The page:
For most weddings, your caterer is the one who will be getting most of your budget so careful selection is critical. The food will always be what satisfies and delights your guests (or not) and will be remembered accordingly. With thoughtful preparation, selection and timing, you can ensure you get the maximum culinary and aesthetic pleasure for your day at minimal cost.
Wedding catering companies book up very quickly, particularly during the peak months of May to September. Before initiating any deeper research or meetings, check the availability of companies you are vaguely interested in - at least nine months prior to your wedding day.
CHECK YOUR BUDGET
Ensure you are the one setting the limit to this. Remember, catering quotations do not include tips, the service charge, taxes, overheads, overtime,, possibly extra staff...so set your limit at least a thousand dollars below what your real budget is to allow for this. Remember the 20% service charge generally just pays for overheads, wear and tear, fuel and not the staff; it is traditional that the bride hands over 15-20% of the catering quote in cash to the maitre d’or for distribution amongst the catering staff and waiters.Ask the catering company from the start what options are available so that they can get a package together to meet your needs. Also, check the payment process. Do they ask for a 50% down payment and the balance on delivery? Do they just hand you an astronomical bill at the end?
TRY TO CHOOSE A SEASONAL MENU
That way you are more guaranteed the quality of produce and its local sourcing. If this is particularly important to you, ask for specifics.
GET RECOMMENDATIONS AND REVIEWS
Ask couples you know or people who go to many weddings; what did they enjoy and who do they recommend? If they have similar tastes and values to you, chances are it will be a good fit for you both as well. Check out reviews and the experience of such catering companies - how much experience have they got, what is their wedding turnover rate, how reliable are they, any comments about quality or service?
ATTEND WEDDING VENDOR TRADE SHOWS
Sample their wares, get business cards, observe their professionalism.
SET UP A TASTING SESSION AND FACE-TO-FACE DISCUSSION
If all the above has been checked off, draw up a short list of 6-8 vendors and attend 4-5 tasting sessions with a meeting . Arrive equipped with a list of all the questions you need answering: how will they accommodate those with specific dietary needs, what is their waitstaff-to-table ratio (any less than 1 per table and it is going to be a long, drawn out affair with lots of impatient and dissatisfied guests), how will they excel beyond your expectations? What is their speciality? What catering supplies do they use (e.g. tableware, glassware, linens, china)? How long will it take to serve the meal and clear away?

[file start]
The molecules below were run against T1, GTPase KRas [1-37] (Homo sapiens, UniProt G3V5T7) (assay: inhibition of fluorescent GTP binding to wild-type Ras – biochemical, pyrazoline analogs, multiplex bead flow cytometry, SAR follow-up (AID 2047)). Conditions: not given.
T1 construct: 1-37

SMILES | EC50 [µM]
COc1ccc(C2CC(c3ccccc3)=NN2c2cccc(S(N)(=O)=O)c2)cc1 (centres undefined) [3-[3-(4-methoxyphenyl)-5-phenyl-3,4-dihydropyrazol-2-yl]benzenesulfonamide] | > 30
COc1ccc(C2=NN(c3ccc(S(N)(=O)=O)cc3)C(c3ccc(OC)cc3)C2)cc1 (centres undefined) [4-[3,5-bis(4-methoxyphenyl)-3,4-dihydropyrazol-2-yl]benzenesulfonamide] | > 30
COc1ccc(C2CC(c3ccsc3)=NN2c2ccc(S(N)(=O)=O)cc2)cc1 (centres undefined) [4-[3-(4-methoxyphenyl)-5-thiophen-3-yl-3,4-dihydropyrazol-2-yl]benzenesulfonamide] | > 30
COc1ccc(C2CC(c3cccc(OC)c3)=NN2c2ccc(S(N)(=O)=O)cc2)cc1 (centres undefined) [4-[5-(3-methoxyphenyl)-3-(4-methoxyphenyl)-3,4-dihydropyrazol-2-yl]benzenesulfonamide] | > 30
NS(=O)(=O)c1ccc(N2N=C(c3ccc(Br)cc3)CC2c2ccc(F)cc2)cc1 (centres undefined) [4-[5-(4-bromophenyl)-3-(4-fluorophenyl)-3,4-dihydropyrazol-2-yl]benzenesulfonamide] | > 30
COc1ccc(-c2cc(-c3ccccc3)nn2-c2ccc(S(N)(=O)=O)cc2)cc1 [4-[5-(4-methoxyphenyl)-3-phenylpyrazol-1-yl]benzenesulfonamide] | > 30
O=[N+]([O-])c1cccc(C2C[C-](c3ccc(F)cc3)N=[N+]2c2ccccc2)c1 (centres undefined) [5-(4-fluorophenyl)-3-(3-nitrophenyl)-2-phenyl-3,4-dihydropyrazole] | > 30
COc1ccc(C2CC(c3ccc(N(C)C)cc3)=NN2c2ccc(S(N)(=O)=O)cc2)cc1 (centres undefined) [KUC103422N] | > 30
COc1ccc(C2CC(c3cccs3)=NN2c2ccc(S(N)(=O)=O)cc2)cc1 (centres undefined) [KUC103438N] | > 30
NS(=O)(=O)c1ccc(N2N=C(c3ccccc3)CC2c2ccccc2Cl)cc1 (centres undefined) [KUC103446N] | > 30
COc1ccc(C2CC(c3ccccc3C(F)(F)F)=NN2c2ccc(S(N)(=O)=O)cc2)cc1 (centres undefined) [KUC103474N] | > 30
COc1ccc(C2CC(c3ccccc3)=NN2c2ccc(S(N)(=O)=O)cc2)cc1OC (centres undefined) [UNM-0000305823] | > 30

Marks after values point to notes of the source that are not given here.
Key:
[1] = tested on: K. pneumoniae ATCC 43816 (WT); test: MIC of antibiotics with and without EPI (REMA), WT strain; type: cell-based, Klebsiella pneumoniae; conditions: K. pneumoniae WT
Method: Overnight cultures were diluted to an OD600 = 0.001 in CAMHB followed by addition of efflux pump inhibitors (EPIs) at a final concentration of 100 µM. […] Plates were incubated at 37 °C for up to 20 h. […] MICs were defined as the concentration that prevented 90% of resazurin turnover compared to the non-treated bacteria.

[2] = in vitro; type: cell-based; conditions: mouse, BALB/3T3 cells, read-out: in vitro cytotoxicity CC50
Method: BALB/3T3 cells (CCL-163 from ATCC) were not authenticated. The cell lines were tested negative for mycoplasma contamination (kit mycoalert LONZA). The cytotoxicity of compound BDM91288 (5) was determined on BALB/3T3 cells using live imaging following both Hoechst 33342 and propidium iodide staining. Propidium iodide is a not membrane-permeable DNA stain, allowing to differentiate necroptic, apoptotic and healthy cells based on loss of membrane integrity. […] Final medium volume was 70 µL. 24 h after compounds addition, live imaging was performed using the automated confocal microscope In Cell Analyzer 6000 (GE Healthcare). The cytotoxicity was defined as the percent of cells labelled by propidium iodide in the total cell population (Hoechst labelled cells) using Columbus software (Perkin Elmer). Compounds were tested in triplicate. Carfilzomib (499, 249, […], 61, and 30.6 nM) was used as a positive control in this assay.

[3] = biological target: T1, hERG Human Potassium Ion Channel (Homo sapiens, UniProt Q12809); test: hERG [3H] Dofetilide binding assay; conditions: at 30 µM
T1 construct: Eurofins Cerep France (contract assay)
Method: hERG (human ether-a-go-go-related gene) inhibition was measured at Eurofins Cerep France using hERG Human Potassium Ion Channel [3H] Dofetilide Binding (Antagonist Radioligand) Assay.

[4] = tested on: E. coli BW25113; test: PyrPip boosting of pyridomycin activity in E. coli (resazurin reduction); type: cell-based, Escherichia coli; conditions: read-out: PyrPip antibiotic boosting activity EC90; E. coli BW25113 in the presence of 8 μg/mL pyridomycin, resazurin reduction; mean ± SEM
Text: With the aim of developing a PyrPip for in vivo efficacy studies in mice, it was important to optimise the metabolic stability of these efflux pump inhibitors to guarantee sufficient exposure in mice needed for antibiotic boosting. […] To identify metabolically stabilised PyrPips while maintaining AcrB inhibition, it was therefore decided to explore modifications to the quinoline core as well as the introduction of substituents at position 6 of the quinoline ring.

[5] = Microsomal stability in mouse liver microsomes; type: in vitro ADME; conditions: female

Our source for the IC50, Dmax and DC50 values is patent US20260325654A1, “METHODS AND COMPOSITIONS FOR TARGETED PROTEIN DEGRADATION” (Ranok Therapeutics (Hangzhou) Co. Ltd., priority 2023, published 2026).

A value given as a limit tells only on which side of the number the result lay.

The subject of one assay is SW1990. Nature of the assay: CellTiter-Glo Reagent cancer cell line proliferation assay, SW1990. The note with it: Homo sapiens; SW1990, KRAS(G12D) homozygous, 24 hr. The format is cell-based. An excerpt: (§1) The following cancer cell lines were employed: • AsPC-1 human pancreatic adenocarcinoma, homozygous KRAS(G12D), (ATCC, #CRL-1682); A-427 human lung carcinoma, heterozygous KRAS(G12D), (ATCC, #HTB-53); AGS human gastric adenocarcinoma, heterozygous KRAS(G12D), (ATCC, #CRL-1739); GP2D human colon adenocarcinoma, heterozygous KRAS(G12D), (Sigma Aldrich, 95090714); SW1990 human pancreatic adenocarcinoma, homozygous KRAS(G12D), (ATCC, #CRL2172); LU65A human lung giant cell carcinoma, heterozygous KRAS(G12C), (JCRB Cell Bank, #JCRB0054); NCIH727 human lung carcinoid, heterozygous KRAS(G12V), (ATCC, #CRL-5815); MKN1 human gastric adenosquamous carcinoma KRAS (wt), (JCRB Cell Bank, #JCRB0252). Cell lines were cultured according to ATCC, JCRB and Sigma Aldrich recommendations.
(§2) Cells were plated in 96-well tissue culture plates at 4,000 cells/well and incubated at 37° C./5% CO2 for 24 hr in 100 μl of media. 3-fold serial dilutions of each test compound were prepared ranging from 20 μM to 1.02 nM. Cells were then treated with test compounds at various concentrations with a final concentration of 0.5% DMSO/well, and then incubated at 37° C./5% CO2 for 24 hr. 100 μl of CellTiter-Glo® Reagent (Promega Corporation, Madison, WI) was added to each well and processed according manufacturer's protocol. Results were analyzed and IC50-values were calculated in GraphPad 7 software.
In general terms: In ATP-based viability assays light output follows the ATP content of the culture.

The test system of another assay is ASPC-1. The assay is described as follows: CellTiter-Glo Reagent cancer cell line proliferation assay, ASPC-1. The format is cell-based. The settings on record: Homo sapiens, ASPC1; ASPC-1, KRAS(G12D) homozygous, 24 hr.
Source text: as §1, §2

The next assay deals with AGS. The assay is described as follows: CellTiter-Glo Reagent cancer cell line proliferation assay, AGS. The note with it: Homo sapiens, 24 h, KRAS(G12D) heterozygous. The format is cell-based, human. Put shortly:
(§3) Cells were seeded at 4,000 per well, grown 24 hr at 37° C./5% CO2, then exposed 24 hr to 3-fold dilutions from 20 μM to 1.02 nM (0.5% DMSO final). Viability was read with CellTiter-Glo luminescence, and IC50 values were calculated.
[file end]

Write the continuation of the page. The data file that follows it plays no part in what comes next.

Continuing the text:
ASK FOR A TOUR OF THE KITCHEN
If it is the venue that is supplying the catering, ask for a tour of the kitchen. A pristine kitchen means everything is shipshape; cracks, spillages, signs of wear and tear and general sloppiness is a very bad sign and carries a high risk for you and your guests. If the catering company is independent, ensure they do get to check out the facilities and have direct contact with the site manager. If the company is bringing its own mobile kitchen, again ask to see it and also check on the power supply available at the venue.
CHILDREN’S MEALS AND VENDORS’ MEALS
You may have to provide children’s meals and certainly food for the vendors, entertainers etc. Do ensure the caterer knows in advance how many to expect and what you would like to provide. Both meals should be at least half the price of your guest meal. Make sure all staff know who is due a vendor’s/children’s meal and who a guest meal.
ASK TO SEE THE BANQUET EVENT ORDER
This should itemize everything ordered - from the tables to the cutlery to the quantities of food, gluten free ingredients, drink...This way you can check everything is in order and you won’t have any additional expenses or the separate table you asked for the children has been omitted.
ASK ABOUT TAKE-HOME BOXES OR WHAT TO DO ABOUT LEFTOVER FOOD
A lot of catering companies are not able to allow food to leave the premises. You may have arranged your wedding cake or dessert to be part of a wedding favor or gift for your guests. Maybe there is the option, instead of wasting leftovers, for it to be donated to a local soup kitchen?
GET EVERYTHING IN WRITING!
Make sure your contract is waterproof and inclusive of all eventualities and possible costs; it is very unpleasant to have your memory of your wedding blighted by an exorbitant, unexpected bill or to have guests go without food.